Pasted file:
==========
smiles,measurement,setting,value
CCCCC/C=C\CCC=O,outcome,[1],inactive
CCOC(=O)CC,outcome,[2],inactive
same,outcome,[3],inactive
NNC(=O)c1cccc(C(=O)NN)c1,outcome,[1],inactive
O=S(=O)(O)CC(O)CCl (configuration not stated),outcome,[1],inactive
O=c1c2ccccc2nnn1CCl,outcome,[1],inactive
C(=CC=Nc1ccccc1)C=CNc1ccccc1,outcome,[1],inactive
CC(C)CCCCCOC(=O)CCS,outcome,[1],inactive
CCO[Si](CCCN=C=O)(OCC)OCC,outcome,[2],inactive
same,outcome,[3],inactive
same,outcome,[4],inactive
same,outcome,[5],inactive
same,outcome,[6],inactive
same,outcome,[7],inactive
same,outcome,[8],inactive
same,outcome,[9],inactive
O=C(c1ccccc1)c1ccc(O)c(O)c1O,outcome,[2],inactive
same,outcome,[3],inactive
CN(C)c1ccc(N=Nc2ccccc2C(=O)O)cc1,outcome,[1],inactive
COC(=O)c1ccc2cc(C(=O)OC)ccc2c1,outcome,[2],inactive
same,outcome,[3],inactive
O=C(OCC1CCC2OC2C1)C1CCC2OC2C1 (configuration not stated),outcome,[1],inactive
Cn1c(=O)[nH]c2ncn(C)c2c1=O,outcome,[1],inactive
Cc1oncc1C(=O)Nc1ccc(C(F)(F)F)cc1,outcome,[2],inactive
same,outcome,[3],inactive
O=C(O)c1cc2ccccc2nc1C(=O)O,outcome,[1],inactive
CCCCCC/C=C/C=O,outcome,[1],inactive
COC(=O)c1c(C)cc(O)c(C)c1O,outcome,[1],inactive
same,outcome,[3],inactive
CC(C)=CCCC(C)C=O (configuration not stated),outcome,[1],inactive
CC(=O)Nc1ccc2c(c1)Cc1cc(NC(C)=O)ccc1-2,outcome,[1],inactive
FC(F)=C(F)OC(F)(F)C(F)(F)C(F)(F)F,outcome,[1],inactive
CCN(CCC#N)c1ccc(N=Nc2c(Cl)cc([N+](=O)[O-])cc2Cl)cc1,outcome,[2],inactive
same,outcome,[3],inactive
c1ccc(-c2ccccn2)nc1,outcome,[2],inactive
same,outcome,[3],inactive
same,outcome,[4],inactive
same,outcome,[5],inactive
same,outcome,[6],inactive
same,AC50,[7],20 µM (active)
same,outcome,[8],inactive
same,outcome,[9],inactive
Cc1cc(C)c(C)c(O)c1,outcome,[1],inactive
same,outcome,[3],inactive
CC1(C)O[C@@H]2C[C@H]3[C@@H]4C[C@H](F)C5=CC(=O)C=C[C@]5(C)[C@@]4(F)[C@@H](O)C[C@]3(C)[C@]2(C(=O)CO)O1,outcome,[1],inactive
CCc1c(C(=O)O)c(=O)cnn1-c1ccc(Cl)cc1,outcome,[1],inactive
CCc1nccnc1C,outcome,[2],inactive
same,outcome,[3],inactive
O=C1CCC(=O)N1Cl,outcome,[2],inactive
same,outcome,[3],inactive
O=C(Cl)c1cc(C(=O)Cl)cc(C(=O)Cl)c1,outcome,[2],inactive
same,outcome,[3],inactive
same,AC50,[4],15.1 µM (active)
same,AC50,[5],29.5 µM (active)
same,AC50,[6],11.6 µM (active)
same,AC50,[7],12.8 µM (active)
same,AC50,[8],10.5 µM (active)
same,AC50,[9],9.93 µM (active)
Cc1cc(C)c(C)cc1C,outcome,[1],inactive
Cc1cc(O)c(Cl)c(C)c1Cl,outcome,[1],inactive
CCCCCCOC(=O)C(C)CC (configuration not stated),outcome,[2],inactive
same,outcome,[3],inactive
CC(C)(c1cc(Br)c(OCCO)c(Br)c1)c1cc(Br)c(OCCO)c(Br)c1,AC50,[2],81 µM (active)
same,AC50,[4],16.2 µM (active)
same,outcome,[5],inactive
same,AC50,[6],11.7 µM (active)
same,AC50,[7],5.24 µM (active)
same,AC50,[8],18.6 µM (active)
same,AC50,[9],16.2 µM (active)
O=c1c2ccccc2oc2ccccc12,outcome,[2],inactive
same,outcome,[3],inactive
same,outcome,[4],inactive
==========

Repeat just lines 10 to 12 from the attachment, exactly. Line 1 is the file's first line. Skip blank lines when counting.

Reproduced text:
CCO[Si](CCCN=C=O)(OCC)OCC,outcome,[2],inactive
same,outcome,[3],inactive
same,outcome,[4],inactive